How to tell if your dog is stressed
Many of us know that anxiety can be crippling and debilitating. Dogs can suffer too and without the necessary language skills to tell us how they feel.
If your dog is stressed, it can be tricky to figure out what you can do to help. Here are five ways that dog mum and dads can help their fur babies to feel better and less anxious…
1. Get the basics right
Firstly, you need to make sure that you’re getting the basics right.
Exercise is the perfect natural stress reliever for both humans and dogs alike. Make sure that your furry friend is getting enough outdoor walks every day. Lots of walks, runs, games, swimming and fun will allow your dog to burn off excess energy. It will also help them to live longer, healthier lives.
It may sound like a no brainer, but before you delve more deeply into the subject of anxiety, you need to ensure that these basics are taken care of.
2. Diagnose anxious behaviour – with the help of your vet!
Anxiety in dogs can present itself in many ways, including excessive barking, excessive grooming, trembling, hiding and physical problems such as diarrhoea.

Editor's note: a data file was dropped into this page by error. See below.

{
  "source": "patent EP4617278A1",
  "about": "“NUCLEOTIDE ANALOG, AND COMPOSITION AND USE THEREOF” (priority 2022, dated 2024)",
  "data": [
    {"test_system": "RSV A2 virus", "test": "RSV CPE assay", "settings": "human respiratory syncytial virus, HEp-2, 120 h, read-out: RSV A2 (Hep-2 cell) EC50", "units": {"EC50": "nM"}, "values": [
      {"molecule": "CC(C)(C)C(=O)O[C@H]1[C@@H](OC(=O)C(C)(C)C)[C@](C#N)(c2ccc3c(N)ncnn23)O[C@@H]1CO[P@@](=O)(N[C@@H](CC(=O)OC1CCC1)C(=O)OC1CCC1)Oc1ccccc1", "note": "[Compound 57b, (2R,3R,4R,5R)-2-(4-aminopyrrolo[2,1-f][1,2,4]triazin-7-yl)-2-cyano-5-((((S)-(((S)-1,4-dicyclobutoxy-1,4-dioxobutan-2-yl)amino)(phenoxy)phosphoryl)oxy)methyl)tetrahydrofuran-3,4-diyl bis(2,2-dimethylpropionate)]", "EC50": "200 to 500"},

These symptoms and behaviours can also be linked to other illnesses and conditions, so if you think your dog may be suffering from anxiety, it may be prudent to speak to your vet to rule out anything else.
3. Establish the cause
It might be pretty simple to pinpoint the cause of your dog’s anxiety – you may have welcomed a new baby, bought a new puppy, moved house or the dog might be scared of loud noises such as fireworks.
If the cause of your dog’s anxiety isn’t quite as straightforward as that, it could be worth keeping a diary to write down when the dog is displaying symptoms and potential reasons or activities that have preceded them. This may help you to understand the reasons behind the dog’s anxiety, which will help you to find the right solution or treatment.
4. Keep calm and carry on (cuddling!)
It sounds silly, but keeping calm yourself will work wonders. In the same way as it’s counter-productive (and mean!) to get mad with a tantruming toddler, getting cross with your dog won’t help. It’s also important to note that punishing anxious behaviours will only seek to make the anxiety worse. Keep your cool and work with your dog to help.
Lots of cuddles, affection and human attention will be much better appreciated and will help to alleviate the fears of an anxious or fearful dog.
5. Check out the products on offer
There are a plethora of products and natural remedies on the market for anxious dogs. But always consult with your vet first regarding the various options.
Potential products you can discuss with your vet include anxiety jackets which work on the same principle as swaddling a baby and pheromone-laden sprays, collars and plug-ins, which may be able to help your dog cope with the stresses and strains of life!
Another option your vet may recommend could be medication.
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